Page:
So there is an opening here for APM and its members to show what a difference project delivery makes to government - and for project management to become a deeper part of the fibre of the Civil Service, a discipline in which all successful civil servants must be steeped.

How do you think that planning and project delivery can be improved in government?


Julian Smith is Head of External Affairs at APM and writes in a personal capacity. He was a Senior Civil Servant from 2007-14.

3 comments

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  1. Jacqueline Adams
    Jacqueline Adams 30 January 2016, 01:06 PM

    As someone with real experience of trying to deliver projects within a large Government department, I thought I would share a few common difficulties that I faced...Firstly, most initiatives are politically-driven: Government ministers generally have a very short shelf-life and are (in my opinion) wholly focused on quick wins. Secondly, there is (as the first report mentions) an ingrained culture in Whitehall of paying millions of pounds of public money to private management consultancy firms to find out how to save money and become more efficient. Invariably the firms recommend a whole raft of changes - most of which, at face value, are hard to argue against. Furthermore, the consultants are very good at making high-level calculations as to the vast millions of savings that the changes will deliver - invariably gross savings; that is to say, they rarely take into account the cost of delivery of the changes required to enable the benefits to be realised!So, a minister is 'sold' on an ambitious change programme that hasn't been properly scoped or evaluated and then 'we're off'! The department is told to get it done, oh and the (assumed) savings are removed from the future budget in anticipation of a successful outcome. Is it any wonder then that public sector projects fail - or at least struggle, run late, deliver lower benefits etc? Until project management is valued and required as a key skill for the most senior civil servants; and until the civil service can demonstrate realism in the face of overwhelming poltical pressure to the contrary, nothing will change.

  2. Merv Wyeth
    Merv Wyeth 21 January 2016, 11:46 AM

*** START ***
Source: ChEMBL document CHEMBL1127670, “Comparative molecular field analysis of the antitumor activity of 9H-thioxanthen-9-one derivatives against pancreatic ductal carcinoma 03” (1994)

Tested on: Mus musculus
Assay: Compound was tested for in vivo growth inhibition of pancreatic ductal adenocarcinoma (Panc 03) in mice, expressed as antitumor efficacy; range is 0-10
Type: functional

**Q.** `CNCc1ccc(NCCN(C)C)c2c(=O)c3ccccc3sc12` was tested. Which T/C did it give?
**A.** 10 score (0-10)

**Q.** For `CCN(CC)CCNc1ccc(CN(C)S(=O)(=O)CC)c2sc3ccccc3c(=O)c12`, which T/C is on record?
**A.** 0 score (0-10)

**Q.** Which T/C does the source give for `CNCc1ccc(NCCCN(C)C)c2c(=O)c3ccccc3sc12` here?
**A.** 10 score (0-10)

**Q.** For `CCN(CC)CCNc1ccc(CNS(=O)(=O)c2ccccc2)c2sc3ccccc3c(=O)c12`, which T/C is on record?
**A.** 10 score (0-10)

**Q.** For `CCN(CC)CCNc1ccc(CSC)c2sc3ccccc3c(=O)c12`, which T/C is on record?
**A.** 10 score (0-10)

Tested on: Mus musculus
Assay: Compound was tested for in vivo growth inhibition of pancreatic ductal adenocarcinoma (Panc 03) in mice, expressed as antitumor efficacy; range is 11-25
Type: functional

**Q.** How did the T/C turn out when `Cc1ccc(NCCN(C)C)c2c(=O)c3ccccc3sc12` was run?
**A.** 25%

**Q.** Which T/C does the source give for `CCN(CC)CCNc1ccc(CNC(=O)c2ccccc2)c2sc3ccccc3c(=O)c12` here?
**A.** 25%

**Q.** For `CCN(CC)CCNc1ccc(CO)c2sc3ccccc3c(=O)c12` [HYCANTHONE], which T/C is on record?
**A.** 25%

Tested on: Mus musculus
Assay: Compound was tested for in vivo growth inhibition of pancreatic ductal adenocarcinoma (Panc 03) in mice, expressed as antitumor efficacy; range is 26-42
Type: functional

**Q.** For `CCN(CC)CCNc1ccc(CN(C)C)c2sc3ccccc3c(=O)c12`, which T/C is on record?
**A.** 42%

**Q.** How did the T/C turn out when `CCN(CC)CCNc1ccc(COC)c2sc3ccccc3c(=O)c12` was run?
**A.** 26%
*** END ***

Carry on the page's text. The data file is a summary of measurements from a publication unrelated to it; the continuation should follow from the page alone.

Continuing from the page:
Hi Julian,I am grateful to you, not only for highlighting the publication of this landmark report on Delivering Major Projects in Government but also, for your company at the Public Accounts Committee yesterday. Whilst most people will know that parliamentary proceedings can be viewed on Parliamentary TV it is good sometimes to see these things 'up close and personal'I am particularly pleased that in the report, at Appendix One, it outlines the approach that the NAO has taken and their conclusion that there are five Key Challenges for Her Majesty's Government for their current term in office namely,- Understanding the costs of major projects- Delivering transformation- Managing the portfolio- Realising benefits- Strengthen capabilityI also note that around 80% of the current Government Major Projects Portfolio [GMPP] are categorised as being 'transformational' in nature. This type of project can be fiendishly difficult to execute as it inevitably involves the complexities, of dependencies upon, significant changes in human behaviour. And it is precisely this type of project, or programme, that is the sweet spot for Benefits [Realisation] Management.If ever there was a time for those of us who are passionate about Managing Benefits to stand up and be counted - it is now!Whilst I fully endorse Ed Wallington's infomercial for ProgM SIG Conference "Equipping Programme Managers for Global Success" on 10 March [which I understand is filling up fast] I also commend our Benefits Summit #apmbmsummit on 23 June. See also last year's proceedings at Benefits Summit Resources Merv

  3. Edward Wallington
    Edward Wallington 20 January 2016, 10:06 PM

    Hi Julian,A very thought provoking post, and certainly one that echoes a recurring theme of failing projects, not just in Government but generally.I think the ‘disconnect’ is certainly a key factor – both in setting the vision, understanding the project requirements, and the intended benefits. There is also an element of understanding their role in the project as Accountable Officer – as an ongoing commitment not just a ‘right that’s agreed, and therefore done’.I suspect that the disconnect is not just one sided, and the projects teams also need to be bringing the Perm Secs and other senior colleagues more into the ‘project circle’ – projects are after all a team sport :)The ProgM SIG are looking to bridge this gap with our Introduction to Programme Management guide which is currently in final stages of finalising the 2nd Edition.  We cover a number of elements, but one is the importance of senior managers understanding and championing the work to ensure successfully delivery of a programme of change, and the realisation of the intended benefits.  We are aiming to launch our guide at the APM Programme Management Conference on 10th March in London.Regards,Ed